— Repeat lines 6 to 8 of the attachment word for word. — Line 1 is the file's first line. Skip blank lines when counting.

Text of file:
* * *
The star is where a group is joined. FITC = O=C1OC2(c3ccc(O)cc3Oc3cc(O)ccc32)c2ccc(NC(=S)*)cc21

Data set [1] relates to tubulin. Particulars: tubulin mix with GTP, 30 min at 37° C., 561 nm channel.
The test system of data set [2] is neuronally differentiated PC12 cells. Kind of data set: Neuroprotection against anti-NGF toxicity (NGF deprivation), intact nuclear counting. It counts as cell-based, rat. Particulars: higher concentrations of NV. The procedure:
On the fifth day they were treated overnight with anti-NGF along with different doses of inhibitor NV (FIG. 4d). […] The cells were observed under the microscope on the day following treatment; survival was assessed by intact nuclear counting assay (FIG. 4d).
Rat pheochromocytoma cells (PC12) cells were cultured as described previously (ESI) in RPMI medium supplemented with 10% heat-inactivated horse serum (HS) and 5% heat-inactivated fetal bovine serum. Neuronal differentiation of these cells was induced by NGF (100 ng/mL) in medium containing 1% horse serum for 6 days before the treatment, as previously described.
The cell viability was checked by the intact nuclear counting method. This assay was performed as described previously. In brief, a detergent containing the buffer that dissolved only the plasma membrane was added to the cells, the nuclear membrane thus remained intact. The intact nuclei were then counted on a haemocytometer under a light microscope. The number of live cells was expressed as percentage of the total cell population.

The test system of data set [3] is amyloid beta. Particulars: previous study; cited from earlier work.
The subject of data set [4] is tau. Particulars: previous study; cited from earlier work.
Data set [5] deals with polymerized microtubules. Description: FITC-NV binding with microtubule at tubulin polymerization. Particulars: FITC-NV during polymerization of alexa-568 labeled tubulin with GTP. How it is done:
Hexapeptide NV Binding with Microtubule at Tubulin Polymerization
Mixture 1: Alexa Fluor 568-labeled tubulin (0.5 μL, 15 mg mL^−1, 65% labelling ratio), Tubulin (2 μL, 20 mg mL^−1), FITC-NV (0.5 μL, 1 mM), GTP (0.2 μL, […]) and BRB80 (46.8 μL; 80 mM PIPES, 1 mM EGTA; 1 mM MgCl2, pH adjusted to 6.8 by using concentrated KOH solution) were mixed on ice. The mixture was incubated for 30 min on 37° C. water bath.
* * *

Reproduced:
The cell viability was checked by the intact nuclear counting method. This assay was performed as described previously. In brief, a detergent containing the buffer that dissolved only the plasma membrane was added to the cells, the nuclear membrane thus remained intact. The intact nuclei were then counted on a haemocytometer under a light microscope. The number of live cells was expressed as percentage of the total cell population.

The test system of data set [3] is amyloid beta. Particulars: previous study; cited from earlier work.
The subject of data set [4] is tau. Particulars: previous study; cited from earlier work.